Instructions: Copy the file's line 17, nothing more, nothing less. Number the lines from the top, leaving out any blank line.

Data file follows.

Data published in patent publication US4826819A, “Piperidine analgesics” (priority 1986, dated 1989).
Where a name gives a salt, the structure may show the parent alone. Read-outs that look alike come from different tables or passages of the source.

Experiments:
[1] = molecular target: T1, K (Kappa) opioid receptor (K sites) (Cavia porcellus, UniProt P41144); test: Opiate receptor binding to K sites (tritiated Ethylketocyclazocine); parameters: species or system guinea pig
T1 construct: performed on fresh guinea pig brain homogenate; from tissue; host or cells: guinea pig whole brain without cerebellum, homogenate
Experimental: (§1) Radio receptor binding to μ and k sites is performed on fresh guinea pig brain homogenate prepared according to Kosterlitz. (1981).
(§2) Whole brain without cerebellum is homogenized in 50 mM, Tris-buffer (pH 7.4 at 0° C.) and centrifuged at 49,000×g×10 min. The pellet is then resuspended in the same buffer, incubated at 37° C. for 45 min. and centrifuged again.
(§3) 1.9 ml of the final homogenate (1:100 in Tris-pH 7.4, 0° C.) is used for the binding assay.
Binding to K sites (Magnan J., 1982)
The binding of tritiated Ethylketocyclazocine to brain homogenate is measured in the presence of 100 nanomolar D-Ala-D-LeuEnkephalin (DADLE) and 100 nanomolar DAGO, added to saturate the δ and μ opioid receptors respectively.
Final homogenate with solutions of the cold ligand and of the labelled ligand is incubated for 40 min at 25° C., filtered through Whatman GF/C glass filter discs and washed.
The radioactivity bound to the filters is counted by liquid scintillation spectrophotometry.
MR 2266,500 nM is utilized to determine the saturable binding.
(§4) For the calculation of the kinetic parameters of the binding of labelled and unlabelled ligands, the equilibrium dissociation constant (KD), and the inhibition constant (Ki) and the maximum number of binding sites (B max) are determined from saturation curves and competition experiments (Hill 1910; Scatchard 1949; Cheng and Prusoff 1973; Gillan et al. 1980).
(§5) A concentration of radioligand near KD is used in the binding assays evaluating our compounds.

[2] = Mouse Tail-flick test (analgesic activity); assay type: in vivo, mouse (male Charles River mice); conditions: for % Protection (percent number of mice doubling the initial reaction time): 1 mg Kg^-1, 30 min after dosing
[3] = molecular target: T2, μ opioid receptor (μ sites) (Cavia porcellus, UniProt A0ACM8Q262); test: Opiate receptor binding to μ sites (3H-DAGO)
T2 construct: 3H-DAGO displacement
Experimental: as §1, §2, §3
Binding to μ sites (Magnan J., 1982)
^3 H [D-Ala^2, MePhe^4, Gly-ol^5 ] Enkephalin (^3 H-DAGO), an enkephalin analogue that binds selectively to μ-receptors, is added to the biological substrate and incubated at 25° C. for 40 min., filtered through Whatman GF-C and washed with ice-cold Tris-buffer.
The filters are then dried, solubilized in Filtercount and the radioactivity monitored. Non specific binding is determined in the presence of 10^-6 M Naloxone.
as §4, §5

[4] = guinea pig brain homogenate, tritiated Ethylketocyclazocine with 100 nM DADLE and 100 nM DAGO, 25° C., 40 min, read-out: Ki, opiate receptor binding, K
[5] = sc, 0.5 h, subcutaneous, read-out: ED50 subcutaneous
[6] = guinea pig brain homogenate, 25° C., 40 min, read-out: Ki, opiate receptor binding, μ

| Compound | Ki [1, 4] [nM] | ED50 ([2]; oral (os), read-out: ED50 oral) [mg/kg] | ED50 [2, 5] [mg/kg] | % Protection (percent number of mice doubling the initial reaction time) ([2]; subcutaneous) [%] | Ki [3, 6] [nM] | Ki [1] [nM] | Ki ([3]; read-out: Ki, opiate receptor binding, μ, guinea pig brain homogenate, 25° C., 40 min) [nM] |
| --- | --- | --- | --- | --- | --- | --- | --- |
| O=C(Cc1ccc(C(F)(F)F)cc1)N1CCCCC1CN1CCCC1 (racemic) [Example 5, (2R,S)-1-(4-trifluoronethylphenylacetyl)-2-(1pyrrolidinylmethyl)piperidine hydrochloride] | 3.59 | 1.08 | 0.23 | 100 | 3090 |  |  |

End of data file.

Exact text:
[3] = molecular target: T2, μ opioid receptor (μ sites) (Cavia porcellus, UniProt A0ACM8Q262); test: Opiate receptor binding to μ sites (3H-DAGO)